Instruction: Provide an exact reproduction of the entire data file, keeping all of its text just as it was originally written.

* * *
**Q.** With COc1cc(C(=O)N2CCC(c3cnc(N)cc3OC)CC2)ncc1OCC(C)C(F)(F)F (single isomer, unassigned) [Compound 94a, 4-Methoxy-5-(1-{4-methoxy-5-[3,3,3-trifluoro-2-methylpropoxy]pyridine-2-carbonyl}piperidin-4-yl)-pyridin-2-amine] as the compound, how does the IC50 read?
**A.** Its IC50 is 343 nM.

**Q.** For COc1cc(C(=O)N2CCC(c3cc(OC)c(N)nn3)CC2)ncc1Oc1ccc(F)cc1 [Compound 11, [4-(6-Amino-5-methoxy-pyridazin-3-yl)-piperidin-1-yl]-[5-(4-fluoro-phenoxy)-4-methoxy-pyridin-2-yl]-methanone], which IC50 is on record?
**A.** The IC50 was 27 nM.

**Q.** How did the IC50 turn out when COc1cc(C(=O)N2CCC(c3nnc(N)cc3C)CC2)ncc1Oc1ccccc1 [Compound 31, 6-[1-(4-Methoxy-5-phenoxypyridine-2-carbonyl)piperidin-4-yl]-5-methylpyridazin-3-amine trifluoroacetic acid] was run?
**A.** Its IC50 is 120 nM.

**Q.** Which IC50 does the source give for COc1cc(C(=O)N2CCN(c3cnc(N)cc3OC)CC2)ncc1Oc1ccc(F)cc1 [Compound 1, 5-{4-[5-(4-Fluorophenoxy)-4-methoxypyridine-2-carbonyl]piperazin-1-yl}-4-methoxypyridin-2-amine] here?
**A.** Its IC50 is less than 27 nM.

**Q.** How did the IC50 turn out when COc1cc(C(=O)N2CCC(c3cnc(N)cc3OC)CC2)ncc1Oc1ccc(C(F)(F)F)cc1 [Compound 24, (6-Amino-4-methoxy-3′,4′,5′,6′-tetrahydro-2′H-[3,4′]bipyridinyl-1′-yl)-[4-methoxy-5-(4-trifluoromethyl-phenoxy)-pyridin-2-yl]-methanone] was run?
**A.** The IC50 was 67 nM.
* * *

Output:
**Q.** With COc1cc(C(=O)N2CCC(c3cnc(N)cc3OC)CC2)ncc1OCC(C)C(F)(F)F (single isomer, unassigned) [Compound 94a, 4-Methoxy-5-(1-{4-methoxy-5-[3,3,3-trifluoro-2-methylpropoxy]pyridine-2-carbonyl}piperidin-4-yl)-pyridin-2-amine] as the compound, how does the IC50 read?
**A.** Its IC50 is 343 nM.

**Q.** For COc1cc(C(=O)N2CCC(c3cc(OC)c(N)nn3)CC2)ncc1Oc1ccc(F)cc1 [Compound 11, [4-(6-Amino-5-methoxy-pyridazin-3-yl)-piperidin-1-yl]-[5-(4-fluoro-phenoxy)-4-methoxy-pyridin-2-yl]-methanone], which IC50 is on record?
**A.** The IC50 was 27 nM.

**Q.** How did the IC50 turn out when COc1cc(C(=O)N2CCC(c3nnc(N)cc3C)CC2)ncc1Oc1ccccc1 [Compound 31, 6-[1-(4-Methoxy-5-phenoxypyridine-2-carbonyl)piperidin-4-yl]-5-methylpyridazin-3-amine trifluoroacetic acid] was run?
**A.** Its IC50 is 120 nM.

**Q.** Which IC50 does the source give for COc1cc(C(=O)N2CCN(c3cnc(N)cc3OC)CC2)ncc1Oc1ccc(F)cc1 [Compound 1, 5-{4-[5-(4-Fluorophenoxy)-4-methoxypyridine-2-carbonyl]piperazin-1-yl}-4-methoxypyridin-2-amine] here?
**A.** Its IC50 is less than 27 nM.

**Q.** How did the IC50 turn out when COc1cc(C(=O)N2CCC(c3cnc(N)cc3OC)CC2)ncc1Oc1ccc(C(F)(F)F)cc1 [Compound 24, (6-Amino-4-methoxy-3′,4′,5′,6′-tetrahydro-2′H-[3,4′]bipyridinyl-1′-yl)-[4-methoxy-5-(4-trifluoromethyl-phenoxy)-pyridin-2-yl]-methanone] was run?
**A.** The IC50 was 67 nM.